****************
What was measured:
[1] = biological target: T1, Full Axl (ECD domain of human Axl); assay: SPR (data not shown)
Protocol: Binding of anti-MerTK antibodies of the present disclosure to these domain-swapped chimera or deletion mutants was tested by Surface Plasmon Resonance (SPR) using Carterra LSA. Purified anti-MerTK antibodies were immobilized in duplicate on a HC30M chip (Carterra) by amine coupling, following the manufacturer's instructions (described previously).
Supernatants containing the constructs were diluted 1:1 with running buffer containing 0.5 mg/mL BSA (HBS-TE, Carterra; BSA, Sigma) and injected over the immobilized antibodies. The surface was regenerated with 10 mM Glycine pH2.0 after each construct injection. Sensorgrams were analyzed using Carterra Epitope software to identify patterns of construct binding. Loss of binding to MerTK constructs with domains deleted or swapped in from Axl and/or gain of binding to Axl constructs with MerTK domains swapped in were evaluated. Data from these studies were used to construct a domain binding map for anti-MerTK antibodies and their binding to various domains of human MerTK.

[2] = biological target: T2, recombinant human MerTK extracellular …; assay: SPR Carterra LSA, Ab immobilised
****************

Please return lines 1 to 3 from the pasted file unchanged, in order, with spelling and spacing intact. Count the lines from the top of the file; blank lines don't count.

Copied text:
What was measured:
[1] = biological target: T1, Full Axl (ECD domain of human Axl); assay: SPR (data not shown)
Protocol: Binding of anti-MerTK antibodies of the present disclosure to these domain-swapped chimera or deletion mutants was tested by Surface Plasmon Resonance (SPR) using Carterra LSA. Purified anti-MerTK antibodies were immobilized in duplicate on a HC30M chip (Carterra) by amine coupling, following the manufacturer's instructions (described previously).